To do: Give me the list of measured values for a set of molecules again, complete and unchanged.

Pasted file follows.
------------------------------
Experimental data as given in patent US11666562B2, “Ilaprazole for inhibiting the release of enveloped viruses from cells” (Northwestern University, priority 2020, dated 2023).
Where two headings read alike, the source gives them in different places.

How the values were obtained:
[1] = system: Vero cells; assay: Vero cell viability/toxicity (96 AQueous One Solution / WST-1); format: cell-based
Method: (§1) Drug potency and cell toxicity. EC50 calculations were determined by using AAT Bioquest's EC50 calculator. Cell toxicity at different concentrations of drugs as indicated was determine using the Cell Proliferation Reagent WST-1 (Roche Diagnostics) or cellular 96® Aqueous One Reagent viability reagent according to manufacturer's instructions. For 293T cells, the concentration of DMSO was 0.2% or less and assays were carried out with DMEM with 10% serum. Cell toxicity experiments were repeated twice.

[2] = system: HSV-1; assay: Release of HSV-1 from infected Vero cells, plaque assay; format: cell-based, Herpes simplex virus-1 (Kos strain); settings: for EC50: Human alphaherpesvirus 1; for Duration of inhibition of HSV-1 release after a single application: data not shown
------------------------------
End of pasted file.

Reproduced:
Experimental data as given in patent US11666562B2, “Ilaprazole for inhibiting the release of enveloped viruses from cells” (Northwestern University, priority 2020, dated 2023).
Where two headings read alike, the source gives them in different places.

How the values were obtained:
[1] = system: Vero cells; assay: Vero cell viability/toxicity (96 AQueous One Solution / WST-1); format: cell-based
Method: (§1) Drug potency and cell toxicity. EC50 calculations were determined by using AAT Bioquest's EC50 calculator. Cell toxicity at different concentrations of drugs as indicated was determine using the Cell Proliferation Reagent WST-1 (Roche Diagnostics) or cellular 96® Aqueous One Reagent viability reagent according to manufacturer's instructions. For 293T cells, the concentration of DMSO was 0.2% or less and assays were carried out with DMEM with 10% serum. Cell toxicity experiments were repeated twice.

[2] = system: HSV-1; assay: Release of HSV-1 from infected Vero cells, plaque assay; format: cell-based, Herpes simplex virus-1 (Kos strain); settings: for EC50: Human alphaherpesvirus 1; for Duration of inhibition of HSV-1 release after a single application: data not shown